Category Archives: carne

Soon to be in Oregon..

Well, I hope to be out of the KC area by the middle of May. Thence to Salem, Oregon. I’ll not miss Brownbackistan one whit. I will have a place to garden and to have a smoker again. No more apartment cooking. Yahoo!

torito

The carniceria closest to us in Salem. El Torito.

Will be glad to be there..  real strawberries.. not those cardboard ones from Las Califas.  Serious wineries, more craft brewing. Hell, I may get me a cajun cooker, too. Quien sabe?

tacos

Tacos from El Sureño. A block from El Torito

Eating around Abiquiu, NM

Mainly photos with captions..

Santa Fe

Lunch at the Museum Hill cafe: Santa Fe.

el rito

Chile Relleno, El Farolito, El Rito, NM

Farolito

El Farolito

Goat stew for Easter.

A bit late.. but I got some good halal goat in OPKS. The recipe was originally for lamb.

MOROCCAN GOAT STEW

FOR THE GOAT

1 tbspn olive oil,  750g goat shoulder, cut into 4-5cm cubes

chiva

Halal goat

1 onion, finely diced,  4 garlic cloves, crushed,  1 can plum tomatoes, chopped, 1 cinnamon stick (optional)

30g dried apricots, roughly chopped, pinch of saffron, goat or lamb stock or water

FOR THE SPICE MIXTURE

1 tspn ground cumin, 1 tspn ground coriander, 1 tspn ground ginger,1.5 tspn smoked paprika, 1 tspn turmeric, Half tspn ground chilli

Salt and freshly ground pepper

sazon chiva

seasoned goat meat

TO GARNISH

4 tbspn finely chopped coriander, Half-1 tspn of Harissa paste, zest and juice of half a lemon, 1 tbspn honey

SERVE WITH

300gm pumpkin, peeled, chopped into 1-2cm cubes and roasted in olive oil with a little seasoning.

METHOD

Place the olive oil in a large saucepan or casserole pan and put it over a moderate-high heat. When the oil is hot, add the onion to the pan and sweat for one minute until transparent.

Place all the spice mixture ingredients in a bowl and mix together. Toss the goat in the spices so that it is well coated.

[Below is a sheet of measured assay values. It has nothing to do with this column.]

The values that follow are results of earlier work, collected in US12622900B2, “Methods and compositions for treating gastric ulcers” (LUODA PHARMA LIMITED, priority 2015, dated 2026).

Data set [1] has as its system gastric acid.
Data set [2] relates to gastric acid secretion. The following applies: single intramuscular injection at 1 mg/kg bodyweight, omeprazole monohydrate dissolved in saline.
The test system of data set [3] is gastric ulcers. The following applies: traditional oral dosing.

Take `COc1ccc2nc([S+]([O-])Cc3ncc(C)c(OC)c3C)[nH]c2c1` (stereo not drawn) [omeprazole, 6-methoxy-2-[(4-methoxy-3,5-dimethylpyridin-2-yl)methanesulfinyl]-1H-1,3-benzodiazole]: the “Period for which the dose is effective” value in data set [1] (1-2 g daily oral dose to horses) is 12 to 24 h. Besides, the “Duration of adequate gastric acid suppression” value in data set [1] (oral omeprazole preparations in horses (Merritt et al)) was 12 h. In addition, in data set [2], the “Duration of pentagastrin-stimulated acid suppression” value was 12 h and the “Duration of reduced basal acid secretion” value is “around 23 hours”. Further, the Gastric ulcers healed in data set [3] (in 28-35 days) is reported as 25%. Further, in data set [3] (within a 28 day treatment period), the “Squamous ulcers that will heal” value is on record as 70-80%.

Add the spiced goat and garlic to the pan and seal the goat on all sides so that it is browned.

Stir in the chopped tomatoes, cinnamon stick, apricots, saffron and enough stock to just cover the goat. Bring to the oil then reduce to a slow simmer. Leave the goat to cook for 1-1.5 hours or until the meat is tender, stirring regularly with a wooden spoon (add more stock or water if the liquid is below the goat). (You can do this on top of the stove or in the oven. If the stew is too watery, drain off the excess liquid into a saucepan and reduce until thickened. Then return to the stew.

Stir in 3 tblspns of the chopped coriander, harissa paste (more or less to taste), lemon zest, juice and honey.

Garnish with roasted pumpkin and scatter over remaining coriander

goat stew

In progress

goast for Easter

Easter dinner

TEXAS MONTHLY now has a barbecue editor!

From the NY Times.

http://www.nytimes.com/2013/03/24/us/texas-monthly-hires-full-time-barbecue-editor.html?hpw

Approx: 2:00 PM

crankin’ away

and a scene I painted taken from a photo taken by a pal of mine, Mike Farmer. It’s at Kreuz Market in Lockhart, TX

Kreuz scene

Altercation at the counter

Carne Guisada January 13, 2013

Yesterday I decided to make a beef stew, which turned out as a form of carne guisada.

  • 1.5 lbs beef stew meat in ~ 3/4″ cubes. (You could use pork, lamb, goat, venison, or elk here)
  • 1/2 cup ~  chorizo (if dried Spanish.. chop it up, if Mexican, w/o casing) I used Chorizo Seco from El Torito #2 in KCKS.
  • 1 tbs olive oil (or bacon drippings or canola oil)
  • 2 medium yellow onions chopped 1/2″
  • 3 shallots sliced thinly
  • 3 cloves garlic (chopped, crushed, whatever..)
  • 1 red bell pepper chopped roughly
  • 1 green bell pepper chopped roughly
  • 6-8 tomatillos, husked & quartered
  • 1 cup chopped carrots
  • 3-4 small russet potatoes cut into 8ths.